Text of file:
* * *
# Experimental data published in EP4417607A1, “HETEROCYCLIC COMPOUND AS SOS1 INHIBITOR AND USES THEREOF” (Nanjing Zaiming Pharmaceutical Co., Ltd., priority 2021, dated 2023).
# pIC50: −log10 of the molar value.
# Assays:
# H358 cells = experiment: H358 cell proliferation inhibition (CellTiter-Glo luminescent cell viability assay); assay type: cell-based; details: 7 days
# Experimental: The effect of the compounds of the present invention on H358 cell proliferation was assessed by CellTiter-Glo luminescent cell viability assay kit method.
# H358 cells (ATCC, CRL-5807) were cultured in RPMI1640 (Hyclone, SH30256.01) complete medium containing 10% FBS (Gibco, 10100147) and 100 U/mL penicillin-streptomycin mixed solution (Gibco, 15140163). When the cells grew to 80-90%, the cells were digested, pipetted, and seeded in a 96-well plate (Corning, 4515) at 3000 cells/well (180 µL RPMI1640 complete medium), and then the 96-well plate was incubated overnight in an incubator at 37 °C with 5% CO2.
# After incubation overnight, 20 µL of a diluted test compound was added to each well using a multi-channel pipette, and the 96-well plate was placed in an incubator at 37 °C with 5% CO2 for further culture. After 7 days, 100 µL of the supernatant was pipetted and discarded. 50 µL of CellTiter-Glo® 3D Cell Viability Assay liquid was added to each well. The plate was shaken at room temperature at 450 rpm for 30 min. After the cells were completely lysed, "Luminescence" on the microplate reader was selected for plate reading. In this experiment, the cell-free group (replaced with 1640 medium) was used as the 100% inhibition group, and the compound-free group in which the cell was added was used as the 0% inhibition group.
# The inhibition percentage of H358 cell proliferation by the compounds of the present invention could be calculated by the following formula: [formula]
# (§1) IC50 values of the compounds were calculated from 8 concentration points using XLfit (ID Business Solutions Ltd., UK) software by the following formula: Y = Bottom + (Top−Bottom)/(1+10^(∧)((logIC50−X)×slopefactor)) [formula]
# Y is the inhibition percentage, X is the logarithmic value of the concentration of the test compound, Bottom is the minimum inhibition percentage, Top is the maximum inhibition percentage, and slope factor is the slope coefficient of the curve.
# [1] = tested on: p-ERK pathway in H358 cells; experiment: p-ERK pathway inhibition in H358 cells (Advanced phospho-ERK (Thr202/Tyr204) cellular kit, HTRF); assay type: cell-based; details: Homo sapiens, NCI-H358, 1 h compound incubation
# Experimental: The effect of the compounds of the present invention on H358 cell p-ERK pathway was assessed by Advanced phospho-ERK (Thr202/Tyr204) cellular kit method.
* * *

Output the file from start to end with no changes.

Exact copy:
# Experimental data published in EP4417607A1, “HETEROCYCLIC COMPOUND AS SOS1 INHIBITOR AND USES THEREOF” (Nanjing Zaiming Pharmaceutical Co., Ltd., priority 2021, dated 2023).
# pIC50: −log10 of the molar value.
# Assays:
# H358 cells = experiment: H358 cell proliferation inhibition (CellTiter-Glo luminescent cell viability assay); assay type: cell-based; details: 7 days
# Experimental: The effect of the compounds of the present invention on H358 cell proliferation was assessed by CellTiter-Glo luminescent cell viability assay kit method.
# H358 cells (ATCC, CRL-5807) were cultured in RPMI1640 (Hyclone, SH30256.01) complete medium containing 10% FBS (Gibco, 10100147) and 100 U/mL penicillin-streptomycin mixed solution (Gibco, 15140163). When the cells grew to 80-90%, the cells were digested, pipetted, and seeded in a 96-well plate (Corning, 4515) at 3000 cells/well (180 µL RPMI1640 complete medium), and then the 96-well plate was incubated overnight in an incubator at 37 °C with 5% CO2.
# After incubation overnight, 20 µL of a diluted test compound was added to each well using a multi-channel pipette, and the 96-well plate was placed in an incubator at 37 °C with 5% CO2 for further culture. After 7 days, 100 µL of the supernatant was pipetted and discarded. 50 µL of CellTiter-Glo® 3D Cell Viability Assay liquid was added to each well. The plate was shaken at room temperature at 450 rpm for 30 min. After the cells were completely lysed, "Luminescence" on the microplate reader was selected for plate reading. In this experiment, the cell-free group (replaced with 1640 medium) was used as the 100% inhibition group, and the compound-free group in which the cell was added was used as the 0% inhibition group.
# The inhibition percentage of H358 cell proliferation by the compounds of the present invention could be calculated by the following formula: [formula]
# (§1) IC50 values of the compounds were calculated from 8 concentration points using XLfit (ID Business Solutions Ltd., UK) software by the following formula: Y = Bottom + (Top−Bottom)/(1+10^(∧)((logIC50−X)×slopefactor)) [formula]
# Y is the inhibition percentage, X is the logarithmic value of the concentration of the test compound, Bottom is the minimum inhibition percentage, Top is the maximum inhibition percentage, and slope factor is the slope coefficient of the curve.
# [1] = tested on: p-ERK pathway in H358 cells; experiment: p-ERK pathway inhibition in H358 cells (Advanced phospho-ERK (Thr202/Tyr204) cellular kit, HTRF); assay type: cell-based; details: Homo sapiens, NCI-H358, 1 h compound incubation
# Experimental: The effect of the compounds of the present invention on H358 cell p-ERK pathway was assessed by Advanced phospho-ERK (Thr202/Tyr204) cellular kit method.